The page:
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Shirley Zindler
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Keeping Dogs Safe
The 4th of July from an Animal Control Officer’s Perspective

As the fourth of July approaches, I feel my dread rising. I always volunteer to work as the on-call animal control officer on the fourth, even though it’s our worst day of the year. Why would I volunteer? I guess it’s the hope that my training and skills will make a difference to some of the panicked animals that will be suffering in our county with the onset of fireworks.

Last year was my worst 4th ever. Within minutes of the first fireworks going off, my phone rang with an injured dog. I rushed to the scene to find a stunning German Shepherd lying injured on a busy road. He looked well cared for and I’m sure he was a beloved pet but he had no tags or microchip.  I scooped him up and rushed him to the emergency vet and held his big beautiful head in my hands as the vet started treatment. His blood stained my uniform and his terrified eyes bruised my heart but minutes later my phone rang again and I left him to rush out and pick up the next victim. When I got back to the clinic with the second dog, I learned that the Shepherd had died.  

I continued getting calls all night long, and each time, I would race out and pick up the injured dog and rush it to the ER. And each time, the dog I had picked up previously would have died of his injuries while I was gone.  In one case, I arrived on a rural road to find a beautiful young woman in tears as a young red heeler bled his life away in her headlight beams. She had come across the critically injured dog on her way home and been kind enough to wait for me. I rushed the heeler to the vet where he also died.

Only one dog that I picked up last Fourth of July survived and his foot pads were a bloody mess from his panicked run. One is enough to make me feel that I made a little bit of a difference, but I’m haunted by those dogs whose terror caused them to jump fences they wouldn’t normally jump, break through windows or rip through doors. I also had a case of a terrified dog a few years ago that escaped and then tried to climb into a van full of strangers. 4 or 5 people were bitten in the dogs panic to get away from the noise and the dog had to be quarantined.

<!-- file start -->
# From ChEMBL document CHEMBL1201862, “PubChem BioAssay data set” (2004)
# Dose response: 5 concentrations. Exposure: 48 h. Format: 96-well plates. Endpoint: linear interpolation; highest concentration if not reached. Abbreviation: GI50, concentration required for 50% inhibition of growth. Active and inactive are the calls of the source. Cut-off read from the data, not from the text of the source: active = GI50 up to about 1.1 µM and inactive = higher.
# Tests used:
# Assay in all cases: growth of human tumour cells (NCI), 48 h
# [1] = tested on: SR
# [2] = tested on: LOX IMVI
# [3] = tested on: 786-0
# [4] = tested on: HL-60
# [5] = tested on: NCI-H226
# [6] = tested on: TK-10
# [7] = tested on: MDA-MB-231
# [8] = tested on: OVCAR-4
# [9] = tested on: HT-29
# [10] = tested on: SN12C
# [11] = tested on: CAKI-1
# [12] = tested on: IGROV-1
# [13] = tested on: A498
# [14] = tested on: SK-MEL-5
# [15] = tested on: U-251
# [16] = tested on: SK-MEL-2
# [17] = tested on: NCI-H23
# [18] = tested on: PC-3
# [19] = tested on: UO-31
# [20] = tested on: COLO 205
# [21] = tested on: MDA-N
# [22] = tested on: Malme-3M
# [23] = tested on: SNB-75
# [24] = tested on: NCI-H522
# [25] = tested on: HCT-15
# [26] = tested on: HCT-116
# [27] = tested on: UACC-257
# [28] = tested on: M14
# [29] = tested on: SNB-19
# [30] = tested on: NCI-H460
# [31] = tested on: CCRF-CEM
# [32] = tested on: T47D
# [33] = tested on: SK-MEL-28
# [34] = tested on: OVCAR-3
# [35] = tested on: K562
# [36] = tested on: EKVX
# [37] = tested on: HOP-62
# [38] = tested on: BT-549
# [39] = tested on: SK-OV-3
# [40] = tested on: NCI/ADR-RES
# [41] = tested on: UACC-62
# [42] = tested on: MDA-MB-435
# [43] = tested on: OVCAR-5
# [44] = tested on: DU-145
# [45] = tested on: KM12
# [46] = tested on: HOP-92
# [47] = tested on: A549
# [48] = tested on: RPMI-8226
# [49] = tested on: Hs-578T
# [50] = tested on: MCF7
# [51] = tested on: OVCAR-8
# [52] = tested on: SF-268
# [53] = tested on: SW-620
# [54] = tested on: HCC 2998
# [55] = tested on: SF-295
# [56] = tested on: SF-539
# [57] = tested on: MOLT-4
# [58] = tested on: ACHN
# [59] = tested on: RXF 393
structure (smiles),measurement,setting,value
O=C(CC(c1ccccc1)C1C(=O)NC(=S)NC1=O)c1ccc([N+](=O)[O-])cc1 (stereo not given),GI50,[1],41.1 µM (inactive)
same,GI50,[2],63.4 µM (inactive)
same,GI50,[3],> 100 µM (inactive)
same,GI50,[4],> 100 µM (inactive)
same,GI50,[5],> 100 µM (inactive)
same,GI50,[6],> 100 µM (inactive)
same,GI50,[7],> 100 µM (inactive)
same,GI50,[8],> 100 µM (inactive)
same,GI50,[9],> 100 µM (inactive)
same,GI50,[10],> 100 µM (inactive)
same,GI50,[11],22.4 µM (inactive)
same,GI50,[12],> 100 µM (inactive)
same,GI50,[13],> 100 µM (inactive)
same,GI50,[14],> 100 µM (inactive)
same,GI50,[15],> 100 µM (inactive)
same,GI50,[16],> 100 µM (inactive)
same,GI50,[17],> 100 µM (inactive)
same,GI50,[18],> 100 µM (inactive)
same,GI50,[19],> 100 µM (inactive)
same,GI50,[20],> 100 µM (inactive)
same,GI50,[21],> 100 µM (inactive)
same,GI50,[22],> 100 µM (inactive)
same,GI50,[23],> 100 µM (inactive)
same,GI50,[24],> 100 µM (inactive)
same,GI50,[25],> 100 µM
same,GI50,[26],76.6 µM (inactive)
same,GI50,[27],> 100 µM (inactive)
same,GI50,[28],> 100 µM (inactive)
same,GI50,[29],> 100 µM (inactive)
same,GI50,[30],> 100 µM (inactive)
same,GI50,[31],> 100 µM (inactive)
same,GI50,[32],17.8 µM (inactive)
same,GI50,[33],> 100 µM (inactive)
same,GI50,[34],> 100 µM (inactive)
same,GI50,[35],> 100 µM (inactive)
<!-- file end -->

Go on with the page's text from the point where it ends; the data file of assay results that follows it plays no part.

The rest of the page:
It’s critical to plan ahead for a safe Fourth of July. Ideally, we would stay home, with our dogs inside with us. If that’s not possible, dogs should be safely crated inside, in an interior room, with a radio, air conditioner or other noise to help mute fireworks sounds. Some pets may need sedation so talk you your vet ahead of time if you think that might be the case. All dogs should have tags and microchips and please check and make sure your information is current. 

I even know of one family that goes camping in a remote area every year on the fourth. They do it just so they will be far from the fireworks for the sake of their beloved dog.

Please share with us what measures you take to keep your dog safe on the fourth?

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Shirley Zindler is an animal control officer in Northern California, and has personally fostered and rehomed more than 300 dogs. She has competed in obedience, agility, conformation and lure coursing, and has done pet therapy. Zindler just wrote a book The Secret Lives of Dog Catchers, about her experiences and contributes to Bark’s blog on a regular basis.

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